November 2002
Volume 2, Issue 7
Vision Sciences Society Annual Meeting Abstract  |   November 2002
Perceptual learning of motion-pattern discrimination: Psychophysics and computational modeling
Author Affiliations
  • W.Y. Kao
    Brain & Vision Research Laboratory, Dept. of Biomedical Engineering, Boston University, USA
Journal of Vision November 2002, Vol.2, 73. doi:
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      W.Y. Kao, S.A. Beardsley, L.M. Vaina; Perceptual learning of motion-pattern discrimination: Psychophysics and computational modeling. Journal of Vision 2002;2(7):73.

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      © ARVO (1962-2015); The Authors (2016-present)

  • Supplements

Purpose. A) To study perceptual learning during a motion-pattern discrimination task and to probe for transfer of improvement from trained to untrained stimuli. B) To quantify a neural architecture and computational rules that mediate learning in a physiologically inspired model of motion-pattern processing. Methods. A) In a graded motion-pattern (GMP) discrimination task, random dot stimuli were presented in which the global motion pattern was perturbed relative to a reference motion pattern. Subjects were separated into 2 groups and trained (8000 trials) to discriminate radial or circular perturbations. B) Learning was explored using an interconnected population of MST-like neural units to model psychophysical performance on the GMP task (Beardsley & Vaina, 2001). We tested several physiologically plausible learning rules to modify these lateral connections and shape the resulting population code. Results. A) For each observer, learning was evaluated using an ANOVA across sessions and a t-test of threshold differences between first and last sessions. Learning occurred across subjects and was retained, but did not transfer to the untrained orthogonal motion patterns. B) When we used Hebbian/anti-Hebbian learning rules, the model developed inhibiting interconnections between non-preferred units, resulting in human-like improvements in performance across training sessions. Conclusions. A) The lack of transfer in the GMP task is consistent with previously reported physiological evidence suggesting the existence of specialized motion-pattern detectors in humans. B) The model links these detectors within a functional context to MST, demonstrating how a highly interconnected neural architecture can encode the perceptual information necessary to perform the GMP task. Using simple learning rules, the strength of these connections changed with training, inducing lateral inhibition between non-preferred MST units. This leads to an efficient encoding specific for the trained motions.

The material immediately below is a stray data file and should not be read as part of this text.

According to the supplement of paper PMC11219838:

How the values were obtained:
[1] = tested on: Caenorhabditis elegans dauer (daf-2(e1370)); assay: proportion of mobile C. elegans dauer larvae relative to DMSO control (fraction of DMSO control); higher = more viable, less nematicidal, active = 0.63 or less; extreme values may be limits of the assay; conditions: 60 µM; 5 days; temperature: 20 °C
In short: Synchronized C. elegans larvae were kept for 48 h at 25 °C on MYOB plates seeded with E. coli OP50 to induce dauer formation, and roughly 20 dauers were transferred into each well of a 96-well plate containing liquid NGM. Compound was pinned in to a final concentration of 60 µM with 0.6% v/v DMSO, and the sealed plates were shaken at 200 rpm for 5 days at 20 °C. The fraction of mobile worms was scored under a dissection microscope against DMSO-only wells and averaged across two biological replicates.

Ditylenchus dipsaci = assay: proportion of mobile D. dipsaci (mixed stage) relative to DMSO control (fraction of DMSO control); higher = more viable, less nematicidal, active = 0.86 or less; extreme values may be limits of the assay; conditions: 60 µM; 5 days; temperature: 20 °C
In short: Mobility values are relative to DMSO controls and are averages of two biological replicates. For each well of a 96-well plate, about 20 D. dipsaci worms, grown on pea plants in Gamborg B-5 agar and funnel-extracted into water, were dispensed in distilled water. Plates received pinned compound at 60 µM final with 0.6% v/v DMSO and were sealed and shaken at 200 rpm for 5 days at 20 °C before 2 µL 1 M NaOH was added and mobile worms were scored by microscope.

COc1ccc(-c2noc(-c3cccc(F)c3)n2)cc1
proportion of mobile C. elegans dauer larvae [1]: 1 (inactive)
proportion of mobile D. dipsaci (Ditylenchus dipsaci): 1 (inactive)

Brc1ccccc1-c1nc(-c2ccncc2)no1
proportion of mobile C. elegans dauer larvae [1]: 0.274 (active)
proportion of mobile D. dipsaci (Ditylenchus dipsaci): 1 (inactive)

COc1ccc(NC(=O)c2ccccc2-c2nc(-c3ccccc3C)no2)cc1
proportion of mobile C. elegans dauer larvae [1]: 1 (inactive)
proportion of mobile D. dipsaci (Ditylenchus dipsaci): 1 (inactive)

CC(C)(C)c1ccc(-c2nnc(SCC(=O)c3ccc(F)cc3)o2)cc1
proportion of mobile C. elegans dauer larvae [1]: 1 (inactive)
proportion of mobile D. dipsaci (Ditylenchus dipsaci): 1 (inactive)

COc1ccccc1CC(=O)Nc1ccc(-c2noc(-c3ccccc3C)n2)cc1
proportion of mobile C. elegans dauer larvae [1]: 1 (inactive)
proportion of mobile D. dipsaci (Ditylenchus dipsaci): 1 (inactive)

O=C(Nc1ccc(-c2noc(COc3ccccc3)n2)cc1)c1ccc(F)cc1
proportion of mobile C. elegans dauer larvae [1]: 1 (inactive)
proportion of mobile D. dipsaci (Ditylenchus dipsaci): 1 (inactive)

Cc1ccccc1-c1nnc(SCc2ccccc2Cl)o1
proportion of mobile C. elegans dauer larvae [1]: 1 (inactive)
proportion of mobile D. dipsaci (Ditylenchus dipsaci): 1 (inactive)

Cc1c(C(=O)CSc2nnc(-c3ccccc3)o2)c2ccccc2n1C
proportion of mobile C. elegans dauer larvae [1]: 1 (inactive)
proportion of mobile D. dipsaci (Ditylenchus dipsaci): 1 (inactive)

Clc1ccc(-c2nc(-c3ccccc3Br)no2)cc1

Kao, W. Y., Beardsley, S. A., Vaina, L. M.(2002). Perceptual learning of motion-pattern discrimination: Psychophysics and computational modeling [Abstract]. Journal of Vision, 2( 7): 73, 73a,, doi:10.1167/2.7.73. [CrossRef]
 Supported by NIH grant EY-2RO1-07861 to L.M.V.

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